Acute gastritis is the sudden inflammation of the stomach lining. The pain associated with this condition may be severe but does not last for an extended period. Acute gastritis may occur because of prescribed medications, but other hidden causes may be the leading factor in your flare-ups. Visiting with your doctor and ordering a medical examination can confirm a diagnosis, but learning the causes of acute gastritis may be more surprising than the diagnosis itself. There are eight leading causes of acute gastritis:
- Medication. Prescription medication, such as nonsteroidal anti-inflammatory drugs like ibuprofen or aspirin, and corticosteroids, may irritate your stomach lining and cause the sporadic inflammation. This cause can be closely monitored by your doctor and treated as need be.
- Infections. Bacterial infections, including H. pylori, can live in your stomach and affect your digestive tract, causing gastritis in some individuals. It is best to talk to your doctor to learn if this is the cause of your condition.
- Alcohol. Constant alcohol consumption may cause serious harm to your organs, and in large quantities can irritate your stomach and lead to gastritis symptoms.
- Extreme stress. Each body handles stress differently, but chronic anxiety or stress may lead to the body’s inability to work efficiently. Stress can lead to various symptoms or conditions, including acute gastritis.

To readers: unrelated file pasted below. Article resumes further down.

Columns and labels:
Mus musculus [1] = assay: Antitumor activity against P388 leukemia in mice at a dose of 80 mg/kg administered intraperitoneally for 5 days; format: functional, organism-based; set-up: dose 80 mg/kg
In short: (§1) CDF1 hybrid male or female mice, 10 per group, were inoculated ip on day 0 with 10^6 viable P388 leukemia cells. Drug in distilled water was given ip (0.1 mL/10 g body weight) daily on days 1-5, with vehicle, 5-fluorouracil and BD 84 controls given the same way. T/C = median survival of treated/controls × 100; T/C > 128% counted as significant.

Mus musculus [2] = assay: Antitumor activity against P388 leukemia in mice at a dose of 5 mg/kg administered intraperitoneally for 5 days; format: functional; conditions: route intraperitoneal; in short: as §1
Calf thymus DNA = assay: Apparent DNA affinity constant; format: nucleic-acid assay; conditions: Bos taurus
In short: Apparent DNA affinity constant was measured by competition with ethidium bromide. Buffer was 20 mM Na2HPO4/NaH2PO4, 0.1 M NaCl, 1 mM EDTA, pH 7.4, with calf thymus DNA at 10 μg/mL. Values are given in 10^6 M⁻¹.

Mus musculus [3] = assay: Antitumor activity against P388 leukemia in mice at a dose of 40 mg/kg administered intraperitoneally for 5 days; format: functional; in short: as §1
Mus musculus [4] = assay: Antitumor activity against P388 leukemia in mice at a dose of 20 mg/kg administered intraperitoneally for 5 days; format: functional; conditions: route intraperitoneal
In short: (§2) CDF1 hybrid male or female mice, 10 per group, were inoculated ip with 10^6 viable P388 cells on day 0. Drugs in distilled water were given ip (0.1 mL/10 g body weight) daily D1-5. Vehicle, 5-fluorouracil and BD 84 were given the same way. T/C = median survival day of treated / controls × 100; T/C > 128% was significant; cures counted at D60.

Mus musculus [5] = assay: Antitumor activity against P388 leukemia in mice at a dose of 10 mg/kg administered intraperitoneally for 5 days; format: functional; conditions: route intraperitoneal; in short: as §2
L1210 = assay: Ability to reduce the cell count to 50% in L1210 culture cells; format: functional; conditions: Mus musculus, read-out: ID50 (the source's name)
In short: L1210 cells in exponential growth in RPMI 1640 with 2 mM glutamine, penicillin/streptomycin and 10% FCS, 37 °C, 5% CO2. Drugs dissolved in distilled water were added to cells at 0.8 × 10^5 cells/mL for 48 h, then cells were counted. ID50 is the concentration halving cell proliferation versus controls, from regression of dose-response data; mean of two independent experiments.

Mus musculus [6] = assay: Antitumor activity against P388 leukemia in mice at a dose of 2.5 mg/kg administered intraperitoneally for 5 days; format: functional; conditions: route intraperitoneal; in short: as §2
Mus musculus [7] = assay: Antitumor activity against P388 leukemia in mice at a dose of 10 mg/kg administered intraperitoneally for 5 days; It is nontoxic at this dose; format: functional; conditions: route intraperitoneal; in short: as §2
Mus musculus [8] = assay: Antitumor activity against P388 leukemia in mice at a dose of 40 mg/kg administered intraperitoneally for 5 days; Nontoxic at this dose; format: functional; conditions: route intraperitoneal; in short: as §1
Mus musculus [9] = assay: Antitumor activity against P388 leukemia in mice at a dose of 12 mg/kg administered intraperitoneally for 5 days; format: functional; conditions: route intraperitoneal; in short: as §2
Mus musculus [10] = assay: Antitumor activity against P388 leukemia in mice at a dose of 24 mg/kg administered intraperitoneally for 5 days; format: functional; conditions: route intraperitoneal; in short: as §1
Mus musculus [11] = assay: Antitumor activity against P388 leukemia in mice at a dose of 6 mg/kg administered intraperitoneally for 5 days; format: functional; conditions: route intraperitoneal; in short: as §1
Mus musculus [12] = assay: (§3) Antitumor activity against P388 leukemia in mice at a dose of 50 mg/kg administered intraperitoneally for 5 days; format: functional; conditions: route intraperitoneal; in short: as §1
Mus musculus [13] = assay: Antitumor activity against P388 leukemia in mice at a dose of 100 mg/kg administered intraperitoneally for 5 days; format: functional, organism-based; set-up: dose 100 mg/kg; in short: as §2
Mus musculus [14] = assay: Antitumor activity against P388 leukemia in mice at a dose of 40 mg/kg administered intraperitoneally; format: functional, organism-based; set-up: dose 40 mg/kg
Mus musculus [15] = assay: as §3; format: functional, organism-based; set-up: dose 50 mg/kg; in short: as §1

- Autoimmune disorders. If you already have a condition that affects your immune system, you may be more susceptible to your immune system attacking the stomach lining. Meeting with a doctor to learn how previous conditions may affect you can help you monitor your current situation.
- Digestive diseases. If you have a current gastrointestinal disease, such as Crohn’s disease, your stomach is in a weakened state and is more susceptible to receiving symptoms that come with the diagnosis of acute gastritis.
- Weakened states. If your body is or has currently been under a weak condition from events such as surgery, kidney failure or liver complications, your body becomes more susceptible to attacks such as gastritis.
- Food poisoning. If you have recently experienced the misfortune of food poisoning, your stomach has already been through a lot. Because of this, it is easier for irritations to occur, including the symptoms that come with acute gastritis.
If you know or think that you may have acute gastritis, the next step is to call a medical professional for a diagnosis and treatment options. To talk to the doctors you know you can trust, schedule an appointment with one of our GI Alliance gastroenterologists.